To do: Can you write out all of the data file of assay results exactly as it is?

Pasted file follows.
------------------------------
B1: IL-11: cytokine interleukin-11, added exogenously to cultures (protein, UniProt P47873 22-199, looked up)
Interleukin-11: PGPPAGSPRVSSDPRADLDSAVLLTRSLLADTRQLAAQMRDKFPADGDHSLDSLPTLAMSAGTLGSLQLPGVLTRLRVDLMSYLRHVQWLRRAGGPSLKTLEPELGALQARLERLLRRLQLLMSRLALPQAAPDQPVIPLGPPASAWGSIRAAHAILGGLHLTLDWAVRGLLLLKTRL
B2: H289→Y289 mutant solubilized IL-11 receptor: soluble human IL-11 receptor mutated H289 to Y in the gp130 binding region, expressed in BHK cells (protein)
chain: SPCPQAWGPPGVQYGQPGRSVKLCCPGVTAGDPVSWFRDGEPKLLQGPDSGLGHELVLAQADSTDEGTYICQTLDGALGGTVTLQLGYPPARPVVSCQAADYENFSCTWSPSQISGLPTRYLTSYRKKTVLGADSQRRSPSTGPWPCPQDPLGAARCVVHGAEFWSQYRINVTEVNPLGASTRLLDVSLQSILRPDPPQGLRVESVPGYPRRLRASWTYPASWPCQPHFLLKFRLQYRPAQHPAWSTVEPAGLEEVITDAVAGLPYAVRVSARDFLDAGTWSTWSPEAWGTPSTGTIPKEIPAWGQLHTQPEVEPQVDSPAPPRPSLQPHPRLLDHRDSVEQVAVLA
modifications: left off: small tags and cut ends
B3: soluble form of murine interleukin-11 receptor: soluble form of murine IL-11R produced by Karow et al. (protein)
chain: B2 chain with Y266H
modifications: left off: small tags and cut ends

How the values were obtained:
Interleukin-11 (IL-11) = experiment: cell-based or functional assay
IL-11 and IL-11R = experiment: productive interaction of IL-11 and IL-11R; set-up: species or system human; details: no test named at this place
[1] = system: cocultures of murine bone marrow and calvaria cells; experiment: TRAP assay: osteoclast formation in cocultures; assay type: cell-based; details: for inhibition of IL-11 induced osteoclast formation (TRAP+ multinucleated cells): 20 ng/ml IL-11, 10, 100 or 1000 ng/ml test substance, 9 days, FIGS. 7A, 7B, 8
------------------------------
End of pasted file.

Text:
B1: IL-11: cytokine interleukin-11, added exogenously to cultures (protein, UniProt P47873 22-199, looked up)
Interleukin-11: PGPPAGSPRVSSDPRADLDSAVLLTRSLLADTRQLAAQMRDKFPADGDHSLDSLPTLAMSAGTLGSLQLPGVLTRLRVDLMSYLRHVQWLRRAGGPSLKTLEPELGALQARLERLLRRLQLLMSRLALPQAAPDQPVIPLGPPASAWGSIRAAHAILGGLHLTLDWAVRGLLLLKTRL
B2: H289→Y289 mutant solubilized IL-11 receptor: soluble human IL-11 receptor mutated H289 to Y in the gp130 binding region, expressed in BHK cells (protein)
chain: SPCPQAWGPPGVQYGQPGRSVKLCCPGVTAGDPVSWFRDGEPKLLQGPDSGLGHELVLAQADSTDEGTYICQTLDGALGGTVTLQLGYPPARPVVSCQAADYENFSCTWSPSQISGLPTRYLTSYRKKTVLGADSQRRSPSTGPWPCPQDPLGAARCVVHGAEFWSQYRINVTEVNPLGASTRLLDVSLQSILRPDPPQGLRVESVPGYPRRLRASWTYPASWPCQPHFLLKFRLQYRPAQHPAWSTVEPAGLEEVITDAVAGLPYAVRVSARDFLDAGTWSTWSPEAWGTPSTGTIPKEIPAWGQLHTQPEVEPQVDSPAPPRPSLQPHPRLLDHRDSVEQVAVLA
modifications: left off: small tags and cut ends
B3: soluble form of murine interleukin-11 receptor: soluble form of murine IL-11R produced by Karow et al. (protein)
chain: B2 chain with Y266H
modifications: left off: small tags and cut ends

How the values were obtained:
Interleukin-11 (IL-11) = experiment: cell-based or functional assay
IL-11 and IL-11R = experiment: productive interaction of IL-11 and IL-11R; set-up: species or system human; details: no test named at this place
[1] = system: cocultures of murine bone marrow and calvaria cells; experiment: TRAP assay: osteoclast formation in cocultures; assay type: cell-based; details: for inhibition of IL-11 induced osteoclast formation (TRAP+ multinucleated cells): 20 ng/ml IL-11, 10, 100 or 1000 ng/ml test substance, 9 days, FIGS. 7A, 7B, 8